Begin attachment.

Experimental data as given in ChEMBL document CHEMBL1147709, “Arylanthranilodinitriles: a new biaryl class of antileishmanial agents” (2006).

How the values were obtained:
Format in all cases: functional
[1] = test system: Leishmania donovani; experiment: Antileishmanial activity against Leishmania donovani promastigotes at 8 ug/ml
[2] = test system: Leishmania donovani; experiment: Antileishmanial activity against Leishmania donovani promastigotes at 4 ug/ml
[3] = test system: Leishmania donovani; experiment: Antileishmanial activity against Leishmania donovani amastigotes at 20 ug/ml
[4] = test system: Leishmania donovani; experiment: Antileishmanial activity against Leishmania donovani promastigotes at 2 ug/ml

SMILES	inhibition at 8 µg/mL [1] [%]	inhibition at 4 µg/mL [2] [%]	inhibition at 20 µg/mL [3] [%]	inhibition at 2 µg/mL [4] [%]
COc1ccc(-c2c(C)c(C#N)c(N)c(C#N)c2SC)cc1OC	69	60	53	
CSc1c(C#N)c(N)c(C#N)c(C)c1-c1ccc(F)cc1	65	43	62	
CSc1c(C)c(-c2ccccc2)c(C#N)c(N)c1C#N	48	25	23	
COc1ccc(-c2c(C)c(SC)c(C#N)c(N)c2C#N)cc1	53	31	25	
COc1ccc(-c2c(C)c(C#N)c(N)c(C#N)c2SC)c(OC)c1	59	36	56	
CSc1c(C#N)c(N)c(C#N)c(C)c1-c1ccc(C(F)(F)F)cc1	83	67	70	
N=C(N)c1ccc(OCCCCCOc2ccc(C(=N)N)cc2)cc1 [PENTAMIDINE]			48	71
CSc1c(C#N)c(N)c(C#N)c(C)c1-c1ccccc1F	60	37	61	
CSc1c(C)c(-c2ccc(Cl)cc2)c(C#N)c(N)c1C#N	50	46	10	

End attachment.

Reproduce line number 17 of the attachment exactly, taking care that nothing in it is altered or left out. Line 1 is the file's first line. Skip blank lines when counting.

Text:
CSc1c(C)c(-c2ccc(Cl)cc2)c(C#N)c(N)c1C#N	50	46	10	